Flight MH 370: Australian search teams relocate pinger signals
Search team leader says discovery of jet's final resting place could only be days away
A SHIP searching for the missing Malaysia Airlines plane has relocated underwater signals, raising hopes that the jet's final resting place will be discovered in "a matter of days", according to the man in charge of the operation.
Angus Houston, the head of a joint agency co-ordinating the search for the missing Boeing 777 in the southern Indian Ocean, said the Australian navy's Ocean Shield picked up the two signals in a sweep yesterday. Signals had first been discovered over the weekend before being lost.
“I think we are looking in the right area but I am not prepared to confirm anything until such time someone lays eyes on the wreckage,” he said.
The ship is equipped with a US Navy towed pinger locater designed to pick up signals from a plane's black boxes – the flight data recorder and cockpit voice recorder.
“Hopefully in a matter of days, we will be able to find something on the bottom that might confirm that this is the last resting place of MH370,” retired air chief marshal Mr Houston said in Perth, the starting point for the southern Indian Ocean search.
“I'm now optimistic that we will find the aircraft, or what is left of the aircraft, in the not too distant future - but we haven't found it yet, because this is a very challenging business. And I would just like to have that hard evidence...photograph evidence...that this is the final resting place of MH370.”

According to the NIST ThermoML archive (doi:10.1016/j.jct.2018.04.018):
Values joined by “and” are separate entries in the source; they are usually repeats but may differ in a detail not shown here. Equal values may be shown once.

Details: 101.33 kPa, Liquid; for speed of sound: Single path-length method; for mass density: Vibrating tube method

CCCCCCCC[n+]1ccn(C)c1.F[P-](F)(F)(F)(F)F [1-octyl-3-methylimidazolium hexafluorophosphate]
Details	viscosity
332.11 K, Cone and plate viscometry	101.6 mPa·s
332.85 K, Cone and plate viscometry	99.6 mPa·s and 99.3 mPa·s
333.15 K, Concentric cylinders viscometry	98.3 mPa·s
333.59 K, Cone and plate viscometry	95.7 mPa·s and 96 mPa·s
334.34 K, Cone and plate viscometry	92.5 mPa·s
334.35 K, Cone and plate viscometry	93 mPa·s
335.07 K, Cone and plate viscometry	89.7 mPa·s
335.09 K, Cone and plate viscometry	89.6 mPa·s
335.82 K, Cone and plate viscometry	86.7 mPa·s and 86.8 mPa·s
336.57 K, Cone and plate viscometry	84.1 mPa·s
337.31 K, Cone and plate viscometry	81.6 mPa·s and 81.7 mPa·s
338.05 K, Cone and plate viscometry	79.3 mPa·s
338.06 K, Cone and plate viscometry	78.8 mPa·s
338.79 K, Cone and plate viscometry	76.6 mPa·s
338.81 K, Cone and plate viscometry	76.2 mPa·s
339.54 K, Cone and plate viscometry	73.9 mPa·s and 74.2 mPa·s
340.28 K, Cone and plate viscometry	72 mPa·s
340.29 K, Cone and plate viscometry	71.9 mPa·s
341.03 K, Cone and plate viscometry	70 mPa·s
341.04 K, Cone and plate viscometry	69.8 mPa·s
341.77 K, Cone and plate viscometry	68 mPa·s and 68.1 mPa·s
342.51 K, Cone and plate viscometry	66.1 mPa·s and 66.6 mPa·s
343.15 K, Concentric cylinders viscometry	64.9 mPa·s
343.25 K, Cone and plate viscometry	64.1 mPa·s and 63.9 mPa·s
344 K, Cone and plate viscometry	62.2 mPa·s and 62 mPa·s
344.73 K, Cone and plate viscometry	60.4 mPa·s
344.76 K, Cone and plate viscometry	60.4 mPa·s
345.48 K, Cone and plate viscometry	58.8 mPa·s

“The better Ocean Shield can define the area, the easier it will be for the autonomous underwater vehicle to subsequently search for aircraft wreckage,” Mr Houston said.
Malaysia Airlines Flight 370, carrying 239 people on board, went missing on March 8 en route from Kuala Lumpur to Beijing, setting off one of aviation's biggest mysteries.
The search has shifted from waters off of Vietnam, to the Strait of Malacca and then finally to waters in the southern Indian Ocean as data from radar and satellites was further analysed.
The locator beacons on the black boxes have a battery life of only about a month - and yesterday marked exactly one month since the plane vanished. Once the beacons blink off, locating the black boxes in such deep water would be an immensely difficult, if not impossible, task.
Finding any wreckage in such deep water has proved to be a monumental task.
In addition to the depth and remoteness of the area, search crews are also contending with layers of silt on the sea bed that can both hide any possible wreckage and distort the sounds emanating from the black boxes that may be resting there, said Royal Australian Navy commodore Peter Leavy.
Meanwhile, the search for debris on the ocean surface picked up intensity, with 15 planes and 14 ships scouring a 29,121 square mile area that extends from 1,405 miles north west of Perth.
Steve Anderson, Independent.co.uk